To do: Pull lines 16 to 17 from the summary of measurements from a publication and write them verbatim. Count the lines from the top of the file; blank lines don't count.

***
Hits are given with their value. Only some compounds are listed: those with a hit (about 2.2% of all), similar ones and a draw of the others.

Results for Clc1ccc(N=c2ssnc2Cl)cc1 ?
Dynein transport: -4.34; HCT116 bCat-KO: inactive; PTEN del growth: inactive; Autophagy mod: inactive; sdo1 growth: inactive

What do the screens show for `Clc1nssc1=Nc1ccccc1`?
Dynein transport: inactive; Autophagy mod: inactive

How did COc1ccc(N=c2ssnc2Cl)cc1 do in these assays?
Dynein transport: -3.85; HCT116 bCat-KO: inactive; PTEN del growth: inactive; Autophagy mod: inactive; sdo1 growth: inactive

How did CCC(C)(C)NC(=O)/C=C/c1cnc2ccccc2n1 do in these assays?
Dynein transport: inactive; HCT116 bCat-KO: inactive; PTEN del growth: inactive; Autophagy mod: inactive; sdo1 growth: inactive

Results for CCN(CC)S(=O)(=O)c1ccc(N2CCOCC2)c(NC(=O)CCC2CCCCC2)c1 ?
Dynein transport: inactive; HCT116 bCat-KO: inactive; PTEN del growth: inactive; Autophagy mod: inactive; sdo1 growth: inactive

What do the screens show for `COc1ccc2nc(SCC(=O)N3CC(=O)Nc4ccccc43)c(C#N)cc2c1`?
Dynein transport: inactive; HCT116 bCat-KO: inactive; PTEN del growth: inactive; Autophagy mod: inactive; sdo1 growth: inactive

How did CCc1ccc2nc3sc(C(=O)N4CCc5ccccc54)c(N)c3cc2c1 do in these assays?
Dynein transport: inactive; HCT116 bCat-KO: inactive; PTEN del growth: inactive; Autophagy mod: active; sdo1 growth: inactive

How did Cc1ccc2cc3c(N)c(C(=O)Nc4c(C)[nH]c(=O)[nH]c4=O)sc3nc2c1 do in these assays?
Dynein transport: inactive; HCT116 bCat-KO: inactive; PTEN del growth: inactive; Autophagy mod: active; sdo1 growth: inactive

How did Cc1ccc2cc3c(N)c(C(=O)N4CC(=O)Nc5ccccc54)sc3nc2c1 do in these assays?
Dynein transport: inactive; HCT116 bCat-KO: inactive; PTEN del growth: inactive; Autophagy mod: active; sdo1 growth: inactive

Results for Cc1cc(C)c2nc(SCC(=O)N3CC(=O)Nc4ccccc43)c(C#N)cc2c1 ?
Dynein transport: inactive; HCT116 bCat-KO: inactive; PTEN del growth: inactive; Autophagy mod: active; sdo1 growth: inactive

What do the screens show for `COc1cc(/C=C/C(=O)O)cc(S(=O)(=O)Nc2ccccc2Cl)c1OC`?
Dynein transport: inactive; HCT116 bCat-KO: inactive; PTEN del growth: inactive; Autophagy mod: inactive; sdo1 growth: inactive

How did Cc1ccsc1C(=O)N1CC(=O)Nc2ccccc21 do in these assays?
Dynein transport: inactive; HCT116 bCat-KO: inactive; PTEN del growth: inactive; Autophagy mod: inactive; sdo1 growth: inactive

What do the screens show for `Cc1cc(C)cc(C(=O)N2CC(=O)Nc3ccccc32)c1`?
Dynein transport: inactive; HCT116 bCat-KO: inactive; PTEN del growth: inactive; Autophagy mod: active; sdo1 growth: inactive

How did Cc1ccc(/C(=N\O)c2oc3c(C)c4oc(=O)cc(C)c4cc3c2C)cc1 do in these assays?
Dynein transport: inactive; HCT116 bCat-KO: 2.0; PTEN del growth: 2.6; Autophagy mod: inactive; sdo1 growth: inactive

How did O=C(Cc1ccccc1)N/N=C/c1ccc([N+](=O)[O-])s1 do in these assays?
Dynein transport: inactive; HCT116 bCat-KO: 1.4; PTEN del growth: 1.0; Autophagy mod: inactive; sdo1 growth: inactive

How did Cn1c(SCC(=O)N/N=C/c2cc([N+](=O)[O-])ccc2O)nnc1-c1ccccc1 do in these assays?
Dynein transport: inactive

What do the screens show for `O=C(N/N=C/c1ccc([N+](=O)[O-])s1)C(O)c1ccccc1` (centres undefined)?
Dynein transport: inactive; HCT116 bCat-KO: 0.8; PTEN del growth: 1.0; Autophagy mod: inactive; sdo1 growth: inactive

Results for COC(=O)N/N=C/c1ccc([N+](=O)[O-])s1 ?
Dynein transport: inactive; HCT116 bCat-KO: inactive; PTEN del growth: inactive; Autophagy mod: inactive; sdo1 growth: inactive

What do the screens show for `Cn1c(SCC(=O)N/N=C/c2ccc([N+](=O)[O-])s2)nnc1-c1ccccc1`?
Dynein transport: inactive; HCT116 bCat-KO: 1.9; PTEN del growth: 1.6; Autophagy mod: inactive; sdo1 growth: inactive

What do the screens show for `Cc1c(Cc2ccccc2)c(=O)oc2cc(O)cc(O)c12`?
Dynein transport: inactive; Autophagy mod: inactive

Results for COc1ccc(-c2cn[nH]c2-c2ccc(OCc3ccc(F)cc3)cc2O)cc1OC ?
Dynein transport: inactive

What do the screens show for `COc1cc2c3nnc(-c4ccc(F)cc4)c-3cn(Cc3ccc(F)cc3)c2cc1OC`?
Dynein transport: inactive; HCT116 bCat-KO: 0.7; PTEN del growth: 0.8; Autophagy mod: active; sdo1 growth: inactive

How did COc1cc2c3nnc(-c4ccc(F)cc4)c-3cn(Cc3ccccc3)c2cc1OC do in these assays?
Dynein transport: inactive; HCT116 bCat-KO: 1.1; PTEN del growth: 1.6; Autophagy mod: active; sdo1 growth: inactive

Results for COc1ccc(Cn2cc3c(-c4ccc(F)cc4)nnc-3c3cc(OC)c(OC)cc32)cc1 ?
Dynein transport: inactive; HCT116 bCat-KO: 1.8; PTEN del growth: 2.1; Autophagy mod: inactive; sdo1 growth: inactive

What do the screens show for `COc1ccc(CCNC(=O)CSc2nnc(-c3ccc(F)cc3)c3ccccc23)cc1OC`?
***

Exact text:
How did Cc1ccc2cc3c(N)c(C(=O)Nc4c(C)[nH]c(=O)[nH]c4=O)sc3nc2c1 do in these assays?
Dynein transport: inactive; HCT116 bCat-KO: inactive; PTEN del growth: inactive; Autophagy mod: active; sdo1 growth: inactive